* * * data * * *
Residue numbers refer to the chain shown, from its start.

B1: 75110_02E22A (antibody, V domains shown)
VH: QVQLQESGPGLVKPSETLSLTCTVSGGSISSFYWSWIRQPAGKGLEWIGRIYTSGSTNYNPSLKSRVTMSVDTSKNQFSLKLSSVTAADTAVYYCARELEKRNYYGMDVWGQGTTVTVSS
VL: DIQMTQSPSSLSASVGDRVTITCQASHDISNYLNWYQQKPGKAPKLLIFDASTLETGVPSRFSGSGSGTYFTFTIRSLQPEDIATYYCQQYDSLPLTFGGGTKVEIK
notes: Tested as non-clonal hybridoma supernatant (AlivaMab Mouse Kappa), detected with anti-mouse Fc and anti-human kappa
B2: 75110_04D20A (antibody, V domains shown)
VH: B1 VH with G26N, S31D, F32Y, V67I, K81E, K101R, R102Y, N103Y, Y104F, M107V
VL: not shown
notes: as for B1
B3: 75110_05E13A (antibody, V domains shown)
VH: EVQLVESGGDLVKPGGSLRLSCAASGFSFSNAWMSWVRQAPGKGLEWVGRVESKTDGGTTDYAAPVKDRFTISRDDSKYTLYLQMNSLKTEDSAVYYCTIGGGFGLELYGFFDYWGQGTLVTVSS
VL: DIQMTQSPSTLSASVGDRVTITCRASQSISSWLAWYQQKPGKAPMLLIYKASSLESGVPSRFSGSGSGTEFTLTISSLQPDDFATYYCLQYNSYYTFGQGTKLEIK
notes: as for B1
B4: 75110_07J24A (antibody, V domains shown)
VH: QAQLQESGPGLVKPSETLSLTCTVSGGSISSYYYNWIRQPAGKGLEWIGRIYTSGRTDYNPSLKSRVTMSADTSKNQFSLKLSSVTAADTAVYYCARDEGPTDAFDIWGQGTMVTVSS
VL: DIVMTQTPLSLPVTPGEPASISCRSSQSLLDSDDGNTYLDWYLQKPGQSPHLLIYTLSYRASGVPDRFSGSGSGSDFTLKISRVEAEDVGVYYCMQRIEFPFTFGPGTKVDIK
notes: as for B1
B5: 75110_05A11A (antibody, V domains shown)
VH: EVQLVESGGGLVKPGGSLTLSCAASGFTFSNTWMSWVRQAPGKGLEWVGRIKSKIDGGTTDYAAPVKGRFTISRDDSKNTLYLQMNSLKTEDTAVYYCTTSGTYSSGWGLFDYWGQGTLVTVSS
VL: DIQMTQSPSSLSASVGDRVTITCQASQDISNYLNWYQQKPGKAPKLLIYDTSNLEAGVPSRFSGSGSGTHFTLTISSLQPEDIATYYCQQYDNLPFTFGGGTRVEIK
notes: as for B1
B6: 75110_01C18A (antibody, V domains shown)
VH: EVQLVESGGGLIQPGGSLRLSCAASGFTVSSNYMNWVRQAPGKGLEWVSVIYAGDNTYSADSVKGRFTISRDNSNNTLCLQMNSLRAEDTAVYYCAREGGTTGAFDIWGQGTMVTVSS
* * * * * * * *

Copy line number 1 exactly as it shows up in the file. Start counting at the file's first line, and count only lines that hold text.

Residue numbers refer to the chain shown, from its start.